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TREM-1 Mediates Inflammatory Injury and Cardiac Remodeling Following Myocardial Infarction

By Amir Boufenzer, Jeremie Lemarie, Tabassome Simon, Marc Derive, Youcef Bouazza, Nguyen Tran, Fatiha Maskali, Frederique Groubatch, Philippe Bonnin, Claire Bastien, Patrick Bruneval, Pierre-Yves Marie, Raphael Cohen, Nicolas Danchin, Jean-Sébastien Silvestre, Hafid Ait-Oufella and Sébastien Gibot

Abstract

International audienceRationale: Optimal outcome after myocardial infarction (MI) depends on a coordinated healing response in which both debris removal and repair of the myocardial extracellular matrix play a major role. However, adverse remodeling and excessive inflammation can promote heart failure, positioning leucocytes as central protagonists and potential therapeutic targets in tissue repair and wound healing after MI. Objective: In this study, we examined the role of triggering receptor expressed on myeloid cells-1(TREM-1) in orchestrating the inflammatory response that follows MI. TREM-1, expressed by neutrophils and mature monocytes, is an amplifier of the innate immune response. Methods and Results: After infarction, TREM-1 expression is upregulated in ischemic myocardium in mice and humans. Trem-1 genetic invalidation or pharmacological inhibition using a synthetic peptide (LR12) dampens myocardial inflammation, limits neutrophils recruitment and monocyte chemoattractant protein-1 production, thus reducing classical monocytes mobilization to the heart. It also improves left ventricular function and survival in mice (n=20-22 per group). During both permanent and transient myocardial ischemia, Trem-1 blockade also ameliorates cardiac function and limits ventricular remodeling as assessed by fluorodeoxyglucose-positron emission tomographic imaging and conductance catheter studies (n=9-18 per group). The soluble form of TREM1 (sTREM-1), a marker of TREM-1 activation, is detectable in the plasma of patients having an acute MI (n=1015), and its concentration is an independent predictor of death. Conclusions: These data suggest that TREM-1 could constitute a new therapeutic target during acute MI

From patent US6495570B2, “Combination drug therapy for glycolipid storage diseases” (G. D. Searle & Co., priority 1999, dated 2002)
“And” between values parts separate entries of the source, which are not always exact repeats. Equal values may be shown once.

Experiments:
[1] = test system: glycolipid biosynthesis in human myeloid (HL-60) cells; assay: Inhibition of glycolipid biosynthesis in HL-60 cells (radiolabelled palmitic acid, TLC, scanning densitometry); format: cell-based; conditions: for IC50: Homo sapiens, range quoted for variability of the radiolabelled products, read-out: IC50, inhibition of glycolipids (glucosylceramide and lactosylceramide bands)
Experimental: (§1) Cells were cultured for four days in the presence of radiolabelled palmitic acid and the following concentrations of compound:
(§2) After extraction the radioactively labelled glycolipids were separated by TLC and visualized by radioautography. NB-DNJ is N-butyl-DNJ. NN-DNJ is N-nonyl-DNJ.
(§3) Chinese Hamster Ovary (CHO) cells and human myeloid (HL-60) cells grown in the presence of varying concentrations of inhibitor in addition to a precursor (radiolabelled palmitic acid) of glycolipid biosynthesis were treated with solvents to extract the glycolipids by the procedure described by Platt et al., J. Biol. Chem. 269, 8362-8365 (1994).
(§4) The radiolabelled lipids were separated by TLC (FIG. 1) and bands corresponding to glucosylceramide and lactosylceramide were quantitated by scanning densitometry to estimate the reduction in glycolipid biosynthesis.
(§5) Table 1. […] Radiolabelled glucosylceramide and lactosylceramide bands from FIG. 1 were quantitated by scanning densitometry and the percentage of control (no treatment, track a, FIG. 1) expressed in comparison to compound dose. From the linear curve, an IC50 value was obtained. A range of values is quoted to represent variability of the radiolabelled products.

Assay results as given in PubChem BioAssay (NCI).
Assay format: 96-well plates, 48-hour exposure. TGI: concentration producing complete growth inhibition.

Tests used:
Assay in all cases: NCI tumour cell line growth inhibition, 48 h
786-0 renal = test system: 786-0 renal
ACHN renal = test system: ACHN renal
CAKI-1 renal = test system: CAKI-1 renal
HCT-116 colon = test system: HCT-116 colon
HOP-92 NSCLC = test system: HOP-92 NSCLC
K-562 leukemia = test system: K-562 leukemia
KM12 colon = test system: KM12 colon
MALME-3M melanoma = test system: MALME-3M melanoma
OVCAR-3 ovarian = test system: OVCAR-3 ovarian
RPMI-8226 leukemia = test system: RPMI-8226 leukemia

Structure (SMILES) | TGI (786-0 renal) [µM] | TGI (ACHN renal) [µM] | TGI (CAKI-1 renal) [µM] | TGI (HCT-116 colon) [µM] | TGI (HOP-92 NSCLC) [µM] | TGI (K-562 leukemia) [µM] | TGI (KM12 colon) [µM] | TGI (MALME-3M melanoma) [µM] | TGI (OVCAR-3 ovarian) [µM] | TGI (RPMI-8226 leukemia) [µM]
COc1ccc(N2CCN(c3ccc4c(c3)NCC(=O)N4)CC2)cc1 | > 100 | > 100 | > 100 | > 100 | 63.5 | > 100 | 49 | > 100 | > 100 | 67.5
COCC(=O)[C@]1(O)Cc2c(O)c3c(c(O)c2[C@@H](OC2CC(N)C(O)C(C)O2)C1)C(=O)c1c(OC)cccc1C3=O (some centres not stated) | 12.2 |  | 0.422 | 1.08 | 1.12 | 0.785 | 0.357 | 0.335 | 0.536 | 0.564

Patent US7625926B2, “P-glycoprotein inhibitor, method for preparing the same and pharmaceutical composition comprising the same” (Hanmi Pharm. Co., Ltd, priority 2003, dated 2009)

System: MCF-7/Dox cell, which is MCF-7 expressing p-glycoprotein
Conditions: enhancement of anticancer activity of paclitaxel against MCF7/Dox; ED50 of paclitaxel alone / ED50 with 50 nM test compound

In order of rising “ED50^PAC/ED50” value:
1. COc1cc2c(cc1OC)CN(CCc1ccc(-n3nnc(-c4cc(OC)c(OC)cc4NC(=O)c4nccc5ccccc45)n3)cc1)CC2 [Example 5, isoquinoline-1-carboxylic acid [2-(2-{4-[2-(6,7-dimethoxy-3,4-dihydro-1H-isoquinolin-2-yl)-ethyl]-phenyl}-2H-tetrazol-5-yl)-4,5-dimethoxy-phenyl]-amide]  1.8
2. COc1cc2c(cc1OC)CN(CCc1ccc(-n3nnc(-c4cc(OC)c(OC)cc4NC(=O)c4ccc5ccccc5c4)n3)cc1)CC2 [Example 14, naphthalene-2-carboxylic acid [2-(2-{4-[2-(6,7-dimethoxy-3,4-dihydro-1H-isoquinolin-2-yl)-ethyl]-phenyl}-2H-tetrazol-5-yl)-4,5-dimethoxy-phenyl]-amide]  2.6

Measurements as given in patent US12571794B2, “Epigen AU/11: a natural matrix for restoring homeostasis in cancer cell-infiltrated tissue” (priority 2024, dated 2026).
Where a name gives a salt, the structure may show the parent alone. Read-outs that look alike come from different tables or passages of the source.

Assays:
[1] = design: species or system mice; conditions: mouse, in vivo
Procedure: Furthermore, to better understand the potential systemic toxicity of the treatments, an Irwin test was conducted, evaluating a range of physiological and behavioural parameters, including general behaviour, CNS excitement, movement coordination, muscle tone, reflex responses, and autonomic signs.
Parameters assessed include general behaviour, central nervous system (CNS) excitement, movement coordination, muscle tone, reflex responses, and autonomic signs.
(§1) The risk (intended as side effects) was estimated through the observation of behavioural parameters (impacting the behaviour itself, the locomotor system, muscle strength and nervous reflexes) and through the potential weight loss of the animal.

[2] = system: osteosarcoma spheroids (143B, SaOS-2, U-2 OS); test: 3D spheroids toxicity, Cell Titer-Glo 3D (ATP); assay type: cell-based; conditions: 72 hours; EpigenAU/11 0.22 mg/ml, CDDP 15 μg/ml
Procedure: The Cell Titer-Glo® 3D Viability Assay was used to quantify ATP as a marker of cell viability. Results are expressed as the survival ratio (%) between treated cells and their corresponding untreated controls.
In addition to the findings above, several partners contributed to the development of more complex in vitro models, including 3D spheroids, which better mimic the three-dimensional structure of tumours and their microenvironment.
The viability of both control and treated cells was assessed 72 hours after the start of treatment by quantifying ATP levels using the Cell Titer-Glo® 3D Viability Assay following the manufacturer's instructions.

Topics: infarction, inflammation, immune system, [ SDV.BBM.GTP ] Life Sciences [q-bio]/Biochemistry, Molecular Biology/Genomics [q-bio.GN]
Publisher: American Heart Association
Year: 2015
DOI identifier: 10.1161/CIRCRESAHA.116.305628
OAI identifier: oai:HAL:hal-01514439v1
Provided by: Hal-Diderot
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